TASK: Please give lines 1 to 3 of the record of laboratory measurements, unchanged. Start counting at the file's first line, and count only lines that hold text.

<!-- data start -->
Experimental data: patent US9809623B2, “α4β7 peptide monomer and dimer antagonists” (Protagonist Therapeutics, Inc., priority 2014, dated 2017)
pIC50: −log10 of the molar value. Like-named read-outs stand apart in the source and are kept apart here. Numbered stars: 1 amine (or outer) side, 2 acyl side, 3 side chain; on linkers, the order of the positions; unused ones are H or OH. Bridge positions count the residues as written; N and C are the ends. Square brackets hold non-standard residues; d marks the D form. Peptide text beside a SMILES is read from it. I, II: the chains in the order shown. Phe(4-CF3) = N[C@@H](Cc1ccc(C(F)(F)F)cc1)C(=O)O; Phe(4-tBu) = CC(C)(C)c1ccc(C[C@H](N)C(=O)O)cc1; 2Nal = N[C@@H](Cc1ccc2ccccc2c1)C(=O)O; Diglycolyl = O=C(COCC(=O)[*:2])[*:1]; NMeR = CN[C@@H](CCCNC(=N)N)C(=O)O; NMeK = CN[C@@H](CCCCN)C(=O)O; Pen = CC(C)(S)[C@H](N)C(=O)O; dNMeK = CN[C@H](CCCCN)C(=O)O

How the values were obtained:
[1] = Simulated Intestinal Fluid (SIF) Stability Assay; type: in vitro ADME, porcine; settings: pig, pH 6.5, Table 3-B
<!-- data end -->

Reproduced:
Experimental data: patent US9809623B2, “α4β7 peptide monomer and dimer antagonists” (Protagonist Therapeutics, Inc., priority 2014, dated 2017)
pIC50: −log10 of the molar value. Like-named read-outs stand apart in the source and are kept apart here. Numbered stars: 1 amine (or outer) side, 2 acyl side, 3 side chain; on linkers, the order of the positions; unused ones are H or OH. Bridge positions count the residues as written; N and C are the ends. Square brackets hold non-standard residues; d marks the D form. Peptide text beside a SMILES is read from it. I, II: the chains in the order shown. Phe(4-CF3) = N[C@@H](Cc1ccc(C(F)(F)F)cc1)C(=O)O; Phe(4-tBu) = CC(C)(C)c1ccc(C[C@H](N)C(=O)O)cc1; 2Nal = N[C@@H](Cc1ccc2ccccc2c1)C(=O)O; Diglycolyl = O=C(COCC(=O)[*:2])[*:1]; NMeR = CN[C@@H](CCCNC(=N)N)C(=O)O; NMeK = CN[C@@H](CCCCN)C(=O)O; Pen = CC(C)(S)[C@H](N)C(=O)O; dNMeK = CN[C@H](CCCCN)C(=O)O

How the values were obtained: